Also, the FCC could argue that what Steve did today was not really a test. Once your product is done being tested it has to receive FCC clearance. Or else anybody could go out and make walkie talkies or their own cell phone or other wireless devices.

jsw
Jan 9, 2007, 09:59 PM
Also, the FCC could argue that what Steve did today was not really a test. Once your product is done being tested it has to receive FCC clearance. Or else anybody could go out and make walkie talkies or their own cell phone or other wireless devices.People: cell phone manufacturers can test their phones. In public. They can show them to other people, make calls, etc.

They just can't sell them.

Nothing illegal about anything we saw today. Period.

wrc fan
Jan 11, 2007, 05:06 AM
I don't think that one of the calls made in that room today was legit.
Yeah, they even used the reverb and echo effects on the people talking in their phones just to make the phone calls sound more believable (You know, their phones picking up Steve talking, and Steve's phone picking up their talking). And did you notice how Phil Shiller's phone was so staticy? I bet they did that to show how ancient and outdated his phone is in comparison to the new iPhone, while in reality his phone would've sounded crystal clear. They really put some hard work into faking the phone calls and making them believable. Good thing we see through it!

MrSmith
Jan 11, 2007, 05:15 AM
I assumed he doesn't like Starbucks and so chose them to be the butt of his joke. No idea what kind of reputation Starbucks has, but isn't it kind of coffee McDonaldization?

Queso
Jan 11, 2007, 05:20 AM
I assumed he doesn't like Starbucks and so chose them to be the butt of his joke. No idea what kind of reputation Starbucks has, but isn't it kind of coffee McDonaldization?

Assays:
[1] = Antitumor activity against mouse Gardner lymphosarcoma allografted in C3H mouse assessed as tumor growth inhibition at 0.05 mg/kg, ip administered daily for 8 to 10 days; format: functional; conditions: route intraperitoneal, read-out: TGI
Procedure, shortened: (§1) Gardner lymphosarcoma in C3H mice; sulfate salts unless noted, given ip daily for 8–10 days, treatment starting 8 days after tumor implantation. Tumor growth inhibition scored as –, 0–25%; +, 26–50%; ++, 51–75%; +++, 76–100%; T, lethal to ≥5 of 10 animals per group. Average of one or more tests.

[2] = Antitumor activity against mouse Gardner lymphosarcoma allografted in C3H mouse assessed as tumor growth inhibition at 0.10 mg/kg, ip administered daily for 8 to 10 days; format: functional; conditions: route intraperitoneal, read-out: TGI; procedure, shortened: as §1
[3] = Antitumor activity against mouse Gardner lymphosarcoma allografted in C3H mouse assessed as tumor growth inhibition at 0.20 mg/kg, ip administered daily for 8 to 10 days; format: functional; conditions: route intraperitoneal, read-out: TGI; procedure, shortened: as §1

I wondered whether Starbucks being from Seattle was the choice there. Yet another Californian dig at Washington state ;)

macfan881
Jan 20, 2007, 11:49 PM
besides if it was against FCC Regulations im sure it would have been something by them by the following day esp after the post FCC Superbowl ordeal

EricNau
Jan 21, 2007, 12:00 AM
I assumed he doesn't like Starbucks and so chose them to be the butt of his joke. No idea what kind of reputation Starbucks has, but isn't it kind of coffee McDonaldization?

I wondered whether Starbucks being from Seattle was the choice there. Yet another Californian dig at Washington state ;)
Both of you are thinking too hard. Starbucks is the most popular and most common coffee house in America, thus Steve Jobs chose them to call for coffee. It's that simple.

And MrSmith, no, actually Starbucks has very good coffee, it's just overpriced and there are about twice as many than needed.

princealfie
Feb 1, 2007, 09:40 AM
Both of you are thinking too hard. Starbucks is the most popular and most common coffee house in America, thus Steve Jobs chose them to call for coffee. It's that simple.

And MrSmith, no, actually Starbucks has very good coffee, it's just overpriced and there are about twice as many than needed.

Starbucks is the manifestation of Satan's divine plan. Check this out: http://www.blackgoldmovie.com/

pilotError
Feb 1, 2007, 01:55 PM
wondered whether Starbucks being from Seattle was the choice there. Yet another Californian dig at Washington state

Probably some connection to the Rumor that Starbucks wants to put iTunes downloads in its stores.

balamw
Feb 1, 2007, 02:26 PM
The FCC has a mechanism for experimental licenses.

http://www.fcc.gov/oet/faqs/elbfaqs.html

Otherwise, how would you build the device before you submit it for licensing?

B

FunFred2007
Mar 8, 2007, 11:04 PM
From what I understand, you can make your own phone, so long as you don't sell it. I mean, if you have the means to make a mean phone (wow, haha), then I believe you can do it.

balamw
Mar 8, 2007, 11:51 PM
From what I understand, you can make your own phone, so long as you don't sell it. I mean, if you have the means to make a mean phone (wow, haha), then I believe you can do it.

Not without notifying the FCC. You can't transmit anything on a licensed frequency without .... a license. There are plenty of devices that work in unlicensed bands, i.e. where you don't need a license, like most cordless phones or WiFi, but these still need to be tested before sale to make sure they don't interfere with things outside the band even if it's not a radio. Look for the FCC Class B logo on the back of your iPod and LOTS of other devices...

B